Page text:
Mike Huse

Mike at QFC and Speaking as QFC President-2.jpg

Age is an Attitude: Mike – what is your professional background in your “pre-50 years old” life?

Mike Huse: I started bagging groceries at QFC at age 16 and for the next 29 years stayed in the grocery business.  I left QFC in 1999 as president of the company. We had 105 stores in the Pacific Northwest and a big part of my job was selecting and mentoring future leaders for the business.

Age is an Attitude: You left in 1999, how old were you when you left?

Mike Huse: 44.

Age is an Attitude: Did you have any idea when you left what you were going to do next?

Mike Huse: I had no idea.

Age is an Attitude: What precipitated the departure?

Mike Huse: We had been acquired twice during my last two years at QFC. As we assimilated the change it became apparent that I was not part of the company’s go forward plan.

Mike Speaking as President of QFC

Mike Speaking as President of QFC

Age is an Attitude: You left at age 44 not knowing what you were going to do next and how did you get from there to becoming a part of Vistage?

Mike Huse: Initially I did some consulting and some real estate projects with friends.  I also considered starting another supermarket chain.  I bought a boat and made a number of fun trips into the Canadian San Juans.  I wasn’t sure what to do next. My family convinced me I needed to get more “plugged in” so I got some help from a professional who helps senior leaders that find themselves in a state of career transition.

He had a terrific process that helped me get really clear on what I was good at, what I might like to do, and from that we developed a number of strategies of what could be next in my career. During this process I met one of his college friends, who was a Vistage Chair.

In meeting with the Vistage Chair I learned about the organization and discovered it would enable me to focus on what I’m good at – which is helping people grow in the career – by challenging them and holding them accountable – to achieve their personal and business goals.  I soon went thru training and started my first Vistage group in 2006.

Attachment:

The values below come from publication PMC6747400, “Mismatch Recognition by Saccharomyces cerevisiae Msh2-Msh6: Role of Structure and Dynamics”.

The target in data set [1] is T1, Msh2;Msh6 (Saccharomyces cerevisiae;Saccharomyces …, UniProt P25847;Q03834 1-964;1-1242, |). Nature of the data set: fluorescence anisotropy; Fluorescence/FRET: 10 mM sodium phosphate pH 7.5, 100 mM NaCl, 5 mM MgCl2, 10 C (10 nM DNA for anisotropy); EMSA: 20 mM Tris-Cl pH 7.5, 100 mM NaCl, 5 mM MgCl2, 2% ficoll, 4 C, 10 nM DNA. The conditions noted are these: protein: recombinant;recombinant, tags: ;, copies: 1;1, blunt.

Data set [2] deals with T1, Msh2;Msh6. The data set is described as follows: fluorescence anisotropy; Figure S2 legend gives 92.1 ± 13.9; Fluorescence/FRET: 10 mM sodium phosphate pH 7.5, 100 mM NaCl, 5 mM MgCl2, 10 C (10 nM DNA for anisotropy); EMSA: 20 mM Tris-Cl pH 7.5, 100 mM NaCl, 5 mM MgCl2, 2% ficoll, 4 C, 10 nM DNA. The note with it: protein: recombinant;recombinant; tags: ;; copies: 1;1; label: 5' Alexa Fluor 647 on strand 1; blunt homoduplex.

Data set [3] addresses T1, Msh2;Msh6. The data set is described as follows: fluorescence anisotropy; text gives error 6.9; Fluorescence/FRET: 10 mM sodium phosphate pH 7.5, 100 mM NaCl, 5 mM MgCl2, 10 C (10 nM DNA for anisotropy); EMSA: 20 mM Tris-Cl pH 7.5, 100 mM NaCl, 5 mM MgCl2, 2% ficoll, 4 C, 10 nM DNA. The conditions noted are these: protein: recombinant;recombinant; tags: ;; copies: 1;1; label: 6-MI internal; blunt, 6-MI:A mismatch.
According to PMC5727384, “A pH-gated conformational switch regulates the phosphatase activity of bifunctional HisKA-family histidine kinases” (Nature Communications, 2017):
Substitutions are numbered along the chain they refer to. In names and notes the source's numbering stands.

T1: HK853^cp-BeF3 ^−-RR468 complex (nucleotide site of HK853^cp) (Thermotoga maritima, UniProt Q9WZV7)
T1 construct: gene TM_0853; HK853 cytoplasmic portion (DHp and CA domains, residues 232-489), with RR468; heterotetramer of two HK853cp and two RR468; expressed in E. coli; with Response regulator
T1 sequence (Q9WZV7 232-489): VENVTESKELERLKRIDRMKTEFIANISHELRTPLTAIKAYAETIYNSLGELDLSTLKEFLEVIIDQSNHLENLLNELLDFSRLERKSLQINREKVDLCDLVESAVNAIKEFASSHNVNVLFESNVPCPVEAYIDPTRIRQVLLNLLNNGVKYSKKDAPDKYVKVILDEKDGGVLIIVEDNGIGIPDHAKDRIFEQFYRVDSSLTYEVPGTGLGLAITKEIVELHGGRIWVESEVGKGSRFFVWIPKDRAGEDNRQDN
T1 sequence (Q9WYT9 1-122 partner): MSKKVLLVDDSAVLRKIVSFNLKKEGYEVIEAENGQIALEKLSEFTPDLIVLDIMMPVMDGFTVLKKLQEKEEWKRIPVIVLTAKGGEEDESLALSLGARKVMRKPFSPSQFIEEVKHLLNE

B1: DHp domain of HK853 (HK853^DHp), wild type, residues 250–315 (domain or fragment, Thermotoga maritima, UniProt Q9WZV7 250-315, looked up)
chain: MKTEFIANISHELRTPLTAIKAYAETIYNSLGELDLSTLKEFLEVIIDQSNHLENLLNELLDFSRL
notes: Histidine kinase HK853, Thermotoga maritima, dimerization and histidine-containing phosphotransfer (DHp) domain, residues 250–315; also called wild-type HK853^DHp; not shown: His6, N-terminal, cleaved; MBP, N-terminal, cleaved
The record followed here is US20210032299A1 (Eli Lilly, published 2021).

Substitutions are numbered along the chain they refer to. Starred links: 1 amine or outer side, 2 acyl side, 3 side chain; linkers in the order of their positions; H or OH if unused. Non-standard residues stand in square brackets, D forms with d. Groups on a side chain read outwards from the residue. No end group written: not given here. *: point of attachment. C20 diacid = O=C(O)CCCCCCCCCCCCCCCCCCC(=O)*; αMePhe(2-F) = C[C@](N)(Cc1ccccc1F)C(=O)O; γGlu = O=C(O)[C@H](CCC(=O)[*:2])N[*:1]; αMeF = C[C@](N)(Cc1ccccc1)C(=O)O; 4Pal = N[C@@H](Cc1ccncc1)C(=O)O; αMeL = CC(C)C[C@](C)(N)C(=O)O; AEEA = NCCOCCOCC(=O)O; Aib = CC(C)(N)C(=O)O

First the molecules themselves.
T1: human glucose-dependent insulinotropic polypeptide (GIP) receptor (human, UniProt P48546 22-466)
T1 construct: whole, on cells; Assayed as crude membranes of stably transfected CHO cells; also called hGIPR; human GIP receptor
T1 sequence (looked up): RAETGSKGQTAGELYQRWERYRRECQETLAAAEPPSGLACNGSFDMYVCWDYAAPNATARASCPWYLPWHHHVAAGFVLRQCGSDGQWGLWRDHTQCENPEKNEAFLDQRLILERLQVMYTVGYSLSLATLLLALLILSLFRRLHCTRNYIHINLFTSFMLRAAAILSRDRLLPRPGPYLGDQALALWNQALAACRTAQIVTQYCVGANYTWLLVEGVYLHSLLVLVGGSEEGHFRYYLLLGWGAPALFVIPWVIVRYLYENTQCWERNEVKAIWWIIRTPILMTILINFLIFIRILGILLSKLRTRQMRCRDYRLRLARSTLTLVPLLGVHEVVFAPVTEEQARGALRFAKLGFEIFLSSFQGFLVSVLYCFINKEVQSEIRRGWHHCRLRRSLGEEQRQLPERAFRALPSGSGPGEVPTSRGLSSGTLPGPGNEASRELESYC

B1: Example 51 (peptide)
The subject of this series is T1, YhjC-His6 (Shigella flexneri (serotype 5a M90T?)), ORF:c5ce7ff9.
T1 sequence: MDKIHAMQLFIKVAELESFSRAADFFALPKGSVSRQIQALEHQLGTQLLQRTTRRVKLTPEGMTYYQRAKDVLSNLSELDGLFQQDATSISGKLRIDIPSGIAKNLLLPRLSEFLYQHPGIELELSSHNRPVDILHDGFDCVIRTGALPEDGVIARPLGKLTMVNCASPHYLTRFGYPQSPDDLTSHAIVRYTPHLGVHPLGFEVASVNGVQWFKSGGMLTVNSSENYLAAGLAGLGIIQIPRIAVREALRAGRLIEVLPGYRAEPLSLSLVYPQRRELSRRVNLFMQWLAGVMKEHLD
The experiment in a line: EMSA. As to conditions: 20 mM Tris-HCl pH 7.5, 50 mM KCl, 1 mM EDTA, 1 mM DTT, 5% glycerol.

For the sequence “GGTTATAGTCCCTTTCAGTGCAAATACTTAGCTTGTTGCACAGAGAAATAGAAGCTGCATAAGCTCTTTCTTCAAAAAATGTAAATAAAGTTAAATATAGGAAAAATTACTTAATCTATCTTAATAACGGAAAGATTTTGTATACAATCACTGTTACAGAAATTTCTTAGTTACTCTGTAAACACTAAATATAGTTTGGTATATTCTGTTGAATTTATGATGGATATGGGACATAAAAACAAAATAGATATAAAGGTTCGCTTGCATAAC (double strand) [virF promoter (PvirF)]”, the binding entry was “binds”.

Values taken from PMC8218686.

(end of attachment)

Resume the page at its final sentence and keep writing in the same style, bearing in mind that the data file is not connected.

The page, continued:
Age is an Attitude: You were right about 50-years-old when you did this?

Mike Huse: When I started, yes. I was 50-years-old. 

Age is an Attitude: Okay. What was the toughest time for you as you pursued this new idea?

Mike Huse: Picking up the phone and cold calling CEOs and business owners – to describe Vistage and how it could help them in their business. Making those calls was one of the hardest things I’ve ever done – to persevere and make it happen.

Age is an Attitude: What made you stick with it during those tough times?

Mike Huse: I wanted to be successful and I really believed in the work and believed I could make a difference. In going thru the QFC mergers there were matters I couldn’t share with anyone. I would have benefited from Vistage and I was able to explain this to potential members.

Age is an Attitude: What's been one of the most gratifying aspects of your Vistage tenure?

Mike Huse: Seeing leaders and business owners grow – both personally and professionally.  Helping them become more effective in their business, and in some cases seeing that growth turn into fruitful exit strategies that exceeded their expectations. 

Age is an Attitude: Is there a favorite quote of yours?

Mike Huse: I'm not sure I'm saying it exactly right, but "Seek first to understand, then be understood." It really speaks to the work I do with CEOs.

Age is an Attitude: Any significant childhood memories?

Mike Huse: The most significant memory was my father passing away when I was 14 years old.  I became the man of the house with two younger brothers and a sister.  I grew up in a hurry and had a lot of responsibility. 

Age is an Attitude: How about one of your proudest adult accomplishments?

Mike Huse: I think learning to be a good father and husband to my wife Linda.  My intentions have been good but Vistage has helped me become more well-rounded in my relationships. 

Age is an Attitude: What is a value you want to embody in the rest of your years?

Mike Huse: Live life to the fullest. Don’t take anything for granted.  Be there for my wife, my kids, and maybe grandkids. Treasure those relationships every day.

Family hike in Whistler

Family hike in Whistler



Walter Boos